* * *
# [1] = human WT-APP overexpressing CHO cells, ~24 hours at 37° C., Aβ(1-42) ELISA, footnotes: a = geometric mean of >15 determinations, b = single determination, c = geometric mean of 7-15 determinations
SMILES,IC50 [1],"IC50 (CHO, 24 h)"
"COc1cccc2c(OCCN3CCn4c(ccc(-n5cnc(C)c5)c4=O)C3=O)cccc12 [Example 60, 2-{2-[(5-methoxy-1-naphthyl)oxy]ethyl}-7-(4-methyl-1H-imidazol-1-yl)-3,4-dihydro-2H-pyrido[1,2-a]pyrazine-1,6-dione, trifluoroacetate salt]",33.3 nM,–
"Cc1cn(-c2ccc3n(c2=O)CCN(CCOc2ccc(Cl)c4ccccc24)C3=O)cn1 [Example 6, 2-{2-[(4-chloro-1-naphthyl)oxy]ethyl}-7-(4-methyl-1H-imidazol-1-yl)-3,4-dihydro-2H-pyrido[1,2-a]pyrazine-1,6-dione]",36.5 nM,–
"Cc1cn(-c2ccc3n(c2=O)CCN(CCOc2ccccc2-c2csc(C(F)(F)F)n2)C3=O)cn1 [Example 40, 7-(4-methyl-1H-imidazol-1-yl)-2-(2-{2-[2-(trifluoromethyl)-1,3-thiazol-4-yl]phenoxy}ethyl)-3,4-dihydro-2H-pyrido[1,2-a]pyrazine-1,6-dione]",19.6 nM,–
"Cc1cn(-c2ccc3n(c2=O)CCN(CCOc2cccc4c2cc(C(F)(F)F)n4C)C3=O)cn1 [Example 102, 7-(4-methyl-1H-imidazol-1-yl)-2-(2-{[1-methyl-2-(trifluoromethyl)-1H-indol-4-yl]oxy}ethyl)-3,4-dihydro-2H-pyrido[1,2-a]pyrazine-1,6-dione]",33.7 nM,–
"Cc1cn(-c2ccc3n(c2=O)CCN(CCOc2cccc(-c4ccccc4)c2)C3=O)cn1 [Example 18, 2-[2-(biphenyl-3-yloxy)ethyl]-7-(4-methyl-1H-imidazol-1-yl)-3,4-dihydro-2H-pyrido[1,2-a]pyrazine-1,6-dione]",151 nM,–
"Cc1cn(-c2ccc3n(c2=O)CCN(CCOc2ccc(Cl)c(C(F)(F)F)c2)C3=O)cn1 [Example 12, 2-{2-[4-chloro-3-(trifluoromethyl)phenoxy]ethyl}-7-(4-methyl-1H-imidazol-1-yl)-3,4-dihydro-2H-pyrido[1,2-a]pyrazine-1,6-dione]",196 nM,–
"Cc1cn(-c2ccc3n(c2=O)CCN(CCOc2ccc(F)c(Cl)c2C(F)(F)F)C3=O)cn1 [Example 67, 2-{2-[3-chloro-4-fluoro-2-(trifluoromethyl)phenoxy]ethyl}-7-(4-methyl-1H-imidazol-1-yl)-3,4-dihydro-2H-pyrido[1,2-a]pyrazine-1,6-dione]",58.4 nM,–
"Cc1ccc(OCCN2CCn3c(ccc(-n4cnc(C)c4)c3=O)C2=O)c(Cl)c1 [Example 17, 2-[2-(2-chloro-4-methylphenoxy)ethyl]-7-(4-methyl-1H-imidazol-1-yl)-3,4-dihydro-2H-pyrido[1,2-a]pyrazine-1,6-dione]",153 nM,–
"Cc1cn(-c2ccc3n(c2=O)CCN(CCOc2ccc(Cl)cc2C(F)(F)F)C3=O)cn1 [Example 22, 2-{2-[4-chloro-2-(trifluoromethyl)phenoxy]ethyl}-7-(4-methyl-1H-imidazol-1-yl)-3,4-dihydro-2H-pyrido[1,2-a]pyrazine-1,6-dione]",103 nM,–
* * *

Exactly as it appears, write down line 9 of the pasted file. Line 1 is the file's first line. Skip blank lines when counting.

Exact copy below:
"Cc1cn(-c2ccc3n(c2=O)CCN(CCOc2ccc(F)c(Cl)c2C(F)(F)F)C3=O)cn1 [Example 67, 2-{2-[3-chloro-4-fluoro-2-(trifluoromethyl)phenoxy]ethyl}-7-(4-methyl-1H-imidazol-1-yl)-3,4-dihydro-2H-pyrido[1,2-a]pyrazine-1,6-dione]",58.4 nM,–